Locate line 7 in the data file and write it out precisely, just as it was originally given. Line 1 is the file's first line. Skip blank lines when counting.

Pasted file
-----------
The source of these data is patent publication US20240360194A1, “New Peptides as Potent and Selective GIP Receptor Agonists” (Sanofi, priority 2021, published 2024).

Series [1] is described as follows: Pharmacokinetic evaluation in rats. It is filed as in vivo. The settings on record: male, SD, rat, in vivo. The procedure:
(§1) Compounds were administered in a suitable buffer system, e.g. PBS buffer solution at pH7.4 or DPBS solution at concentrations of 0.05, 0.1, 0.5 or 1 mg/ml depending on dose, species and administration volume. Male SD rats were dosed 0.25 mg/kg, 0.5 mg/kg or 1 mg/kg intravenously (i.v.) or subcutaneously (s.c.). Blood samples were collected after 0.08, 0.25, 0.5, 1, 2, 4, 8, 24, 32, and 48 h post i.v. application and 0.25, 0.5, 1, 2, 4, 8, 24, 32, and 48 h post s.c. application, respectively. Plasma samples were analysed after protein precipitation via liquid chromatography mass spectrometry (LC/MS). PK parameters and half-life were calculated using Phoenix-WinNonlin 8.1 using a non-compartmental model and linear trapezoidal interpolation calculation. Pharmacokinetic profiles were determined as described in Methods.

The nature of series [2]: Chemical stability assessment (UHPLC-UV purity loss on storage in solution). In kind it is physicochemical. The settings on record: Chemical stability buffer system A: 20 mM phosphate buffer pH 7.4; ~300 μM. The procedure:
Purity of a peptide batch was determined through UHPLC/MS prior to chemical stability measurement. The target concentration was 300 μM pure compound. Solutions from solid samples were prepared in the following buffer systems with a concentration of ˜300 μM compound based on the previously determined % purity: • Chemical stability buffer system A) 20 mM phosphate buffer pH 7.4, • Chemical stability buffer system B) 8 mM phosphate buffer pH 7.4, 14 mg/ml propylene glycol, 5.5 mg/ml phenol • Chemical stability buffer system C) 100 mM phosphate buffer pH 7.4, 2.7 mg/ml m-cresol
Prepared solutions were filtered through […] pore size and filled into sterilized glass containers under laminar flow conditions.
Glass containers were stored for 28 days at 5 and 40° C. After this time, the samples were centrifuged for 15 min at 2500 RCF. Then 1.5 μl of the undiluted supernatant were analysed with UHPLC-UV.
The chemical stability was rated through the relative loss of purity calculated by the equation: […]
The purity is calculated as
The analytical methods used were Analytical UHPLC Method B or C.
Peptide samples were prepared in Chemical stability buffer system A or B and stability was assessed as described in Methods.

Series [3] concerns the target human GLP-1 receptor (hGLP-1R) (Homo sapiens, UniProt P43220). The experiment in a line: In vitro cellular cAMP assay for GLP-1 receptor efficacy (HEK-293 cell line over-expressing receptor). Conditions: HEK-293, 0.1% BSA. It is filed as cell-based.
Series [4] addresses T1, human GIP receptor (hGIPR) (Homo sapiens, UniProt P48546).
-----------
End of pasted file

Glass containers were stored for 28 days at 5 and 40° C. After this time, the samples were centrifuged for 15 min at 2500 RCF. Then 1.5 μl of the undiluted supernatant were analysed with UHPLC-UV.